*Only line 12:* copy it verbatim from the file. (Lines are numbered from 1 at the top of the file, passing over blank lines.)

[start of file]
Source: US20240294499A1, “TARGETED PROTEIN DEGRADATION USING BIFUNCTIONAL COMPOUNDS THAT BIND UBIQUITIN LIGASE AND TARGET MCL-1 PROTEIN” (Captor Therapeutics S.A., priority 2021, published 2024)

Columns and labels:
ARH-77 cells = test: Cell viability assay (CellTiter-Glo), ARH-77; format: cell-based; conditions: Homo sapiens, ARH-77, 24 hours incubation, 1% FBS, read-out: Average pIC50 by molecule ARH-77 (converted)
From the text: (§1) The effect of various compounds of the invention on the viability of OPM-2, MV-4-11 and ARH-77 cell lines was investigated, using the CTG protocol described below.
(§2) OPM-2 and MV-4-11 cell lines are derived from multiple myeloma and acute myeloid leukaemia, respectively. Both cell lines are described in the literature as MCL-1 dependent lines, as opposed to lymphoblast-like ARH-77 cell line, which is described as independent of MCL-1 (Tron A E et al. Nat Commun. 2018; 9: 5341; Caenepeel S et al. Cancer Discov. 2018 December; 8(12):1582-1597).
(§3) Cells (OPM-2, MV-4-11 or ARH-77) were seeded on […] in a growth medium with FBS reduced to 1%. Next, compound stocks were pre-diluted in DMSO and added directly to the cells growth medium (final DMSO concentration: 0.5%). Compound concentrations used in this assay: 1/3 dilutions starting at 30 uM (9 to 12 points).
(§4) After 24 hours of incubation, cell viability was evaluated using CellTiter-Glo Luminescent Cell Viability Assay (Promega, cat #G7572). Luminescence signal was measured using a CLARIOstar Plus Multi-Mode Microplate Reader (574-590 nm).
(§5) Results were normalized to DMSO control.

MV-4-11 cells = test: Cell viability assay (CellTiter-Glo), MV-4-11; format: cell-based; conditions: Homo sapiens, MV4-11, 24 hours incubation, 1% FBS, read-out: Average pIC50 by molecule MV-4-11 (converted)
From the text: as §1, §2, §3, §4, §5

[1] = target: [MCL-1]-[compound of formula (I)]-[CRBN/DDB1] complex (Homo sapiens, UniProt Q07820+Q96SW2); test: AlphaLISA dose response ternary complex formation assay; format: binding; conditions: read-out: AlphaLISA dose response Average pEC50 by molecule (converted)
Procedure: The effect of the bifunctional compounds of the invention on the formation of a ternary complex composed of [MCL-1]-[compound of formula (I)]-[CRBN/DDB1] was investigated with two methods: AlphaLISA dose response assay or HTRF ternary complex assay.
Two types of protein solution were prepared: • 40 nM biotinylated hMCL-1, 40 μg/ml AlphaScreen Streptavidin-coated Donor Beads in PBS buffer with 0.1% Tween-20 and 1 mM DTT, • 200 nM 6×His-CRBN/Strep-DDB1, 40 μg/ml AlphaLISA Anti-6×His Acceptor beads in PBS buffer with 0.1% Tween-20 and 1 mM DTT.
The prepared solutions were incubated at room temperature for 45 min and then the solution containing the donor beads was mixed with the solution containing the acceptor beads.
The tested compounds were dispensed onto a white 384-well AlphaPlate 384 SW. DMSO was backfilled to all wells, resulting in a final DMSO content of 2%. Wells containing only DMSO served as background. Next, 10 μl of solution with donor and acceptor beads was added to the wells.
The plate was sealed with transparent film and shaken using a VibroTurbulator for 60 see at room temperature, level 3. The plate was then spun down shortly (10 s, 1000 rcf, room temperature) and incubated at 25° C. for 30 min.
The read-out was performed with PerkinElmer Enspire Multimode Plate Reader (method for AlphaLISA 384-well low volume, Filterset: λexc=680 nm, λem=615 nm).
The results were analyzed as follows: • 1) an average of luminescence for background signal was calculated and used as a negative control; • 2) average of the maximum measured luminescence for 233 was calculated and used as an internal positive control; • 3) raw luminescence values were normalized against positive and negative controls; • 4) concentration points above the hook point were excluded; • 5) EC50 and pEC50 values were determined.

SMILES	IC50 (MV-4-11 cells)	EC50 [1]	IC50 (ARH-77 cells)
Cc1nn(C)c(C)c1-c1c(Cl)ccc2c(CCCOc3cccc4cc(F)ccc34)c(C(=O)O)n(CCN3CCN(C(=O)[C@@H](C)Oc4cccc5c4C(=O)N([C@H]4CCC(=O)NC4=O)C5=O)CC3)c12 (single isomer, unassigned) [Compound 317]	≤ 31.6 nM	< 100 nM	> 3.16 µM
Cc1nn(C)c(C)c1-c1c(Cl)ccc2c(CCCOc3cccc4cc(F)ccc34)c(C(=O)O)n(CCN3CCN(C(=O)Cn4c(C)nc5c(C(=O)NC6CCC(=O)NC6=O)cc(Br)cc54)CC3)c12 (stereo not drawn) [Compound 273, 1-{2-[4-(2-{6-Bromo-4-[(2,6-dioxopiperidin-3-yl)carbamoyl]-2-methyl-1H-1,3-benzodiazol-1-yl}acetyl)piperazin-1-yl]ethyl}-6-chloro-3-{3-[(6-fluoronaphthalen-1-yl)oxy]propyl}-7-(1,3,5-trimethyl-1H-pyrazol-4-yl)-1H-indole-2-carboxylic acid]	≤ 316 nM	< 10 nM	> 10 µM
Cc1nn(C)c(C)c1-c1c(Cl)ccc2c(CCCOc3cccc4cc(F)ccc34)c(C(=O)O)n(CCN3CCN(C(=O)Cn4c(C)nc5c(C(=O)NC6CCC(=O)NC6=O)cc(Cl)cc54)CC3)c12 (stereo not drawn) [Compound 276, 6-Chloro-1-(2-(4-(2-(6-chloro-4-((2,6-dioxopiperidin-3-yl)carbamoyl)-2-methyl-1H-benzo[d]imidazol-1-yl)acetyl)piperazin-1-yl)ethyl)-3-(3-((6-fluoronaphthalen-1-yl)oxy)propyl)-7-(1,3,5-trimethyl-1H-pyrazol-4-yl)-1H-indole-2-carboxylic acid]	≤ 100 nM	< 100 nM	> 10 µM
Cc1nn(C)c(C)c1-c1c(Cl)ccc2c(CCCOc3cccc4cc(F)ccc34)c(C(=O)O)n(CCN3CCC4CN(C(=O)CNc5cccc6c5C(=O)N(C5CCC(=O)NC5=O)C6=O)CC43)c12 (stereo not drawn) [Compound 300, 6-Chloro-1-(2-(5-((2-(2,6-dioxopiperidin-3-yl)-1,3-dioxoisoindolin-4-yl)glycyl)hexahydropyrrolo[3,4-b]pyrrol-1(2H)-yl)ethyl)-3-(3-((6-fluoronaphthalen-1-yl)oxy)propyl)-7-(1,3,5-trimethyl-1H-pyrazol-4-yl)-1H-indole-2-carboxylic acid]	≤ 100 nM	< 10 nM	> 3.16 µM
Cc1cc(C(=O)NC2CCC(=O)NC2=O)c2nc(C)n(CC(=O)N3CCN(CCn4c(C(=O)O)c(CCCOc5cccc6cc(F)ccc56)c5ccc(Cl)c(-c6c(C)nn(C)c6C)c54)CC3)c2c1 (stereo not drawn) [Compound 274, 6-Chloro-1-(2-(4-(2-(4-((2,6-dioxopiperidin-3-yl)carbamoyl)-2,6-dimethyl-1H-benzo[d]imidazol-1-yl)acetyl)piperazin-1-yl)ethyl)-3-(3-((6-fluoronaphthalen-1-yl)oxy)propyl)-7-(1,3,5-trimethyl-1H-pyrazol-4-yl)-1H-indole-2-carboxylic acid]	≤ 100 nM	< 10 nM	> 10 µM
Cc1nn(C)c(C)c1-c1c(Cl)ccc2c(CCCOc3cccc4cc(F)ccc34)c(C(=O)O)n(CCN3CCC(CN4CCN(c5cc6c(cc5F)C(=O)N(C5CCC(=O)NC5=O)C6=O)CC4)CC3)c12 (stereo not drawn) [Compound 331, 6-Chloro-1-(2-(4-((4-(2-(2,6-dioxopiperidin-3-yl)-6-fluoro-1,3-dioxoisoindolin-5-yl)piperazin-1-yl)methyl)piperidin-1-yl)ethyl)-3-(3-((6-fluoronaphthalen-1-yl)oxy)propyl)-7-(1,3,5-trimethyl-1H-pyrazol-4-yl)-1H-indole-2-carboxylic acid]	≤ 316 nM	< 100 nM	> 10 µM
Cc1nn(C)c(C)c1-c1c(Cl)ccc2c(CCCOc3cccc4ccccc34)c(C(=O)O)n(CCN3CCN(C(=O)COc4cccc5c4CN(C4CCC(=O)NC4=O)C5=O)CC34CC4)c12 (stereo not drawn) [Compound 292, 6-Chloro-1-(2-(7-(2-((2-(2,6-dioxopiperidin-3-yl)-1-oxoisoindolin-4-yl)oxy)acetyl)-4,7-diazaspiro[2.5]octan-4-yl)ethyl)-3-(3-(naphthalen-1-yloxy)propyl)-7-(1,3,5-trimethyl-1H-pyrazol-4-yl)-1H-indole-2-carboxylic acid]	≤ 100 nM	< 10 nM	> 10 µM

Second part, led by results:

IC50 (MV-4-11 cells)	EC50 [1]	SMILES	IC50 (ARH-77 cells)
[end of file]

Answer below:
Procedure: The effect of the bifunctional compounds of the invention on the formation of a ternary complex composed of [MCL-1]-[compound of formula (I)]-[CRBN/DDB1] was investigated with two methods: AlphaLISA dose response assay or HTRF ternary complex assay.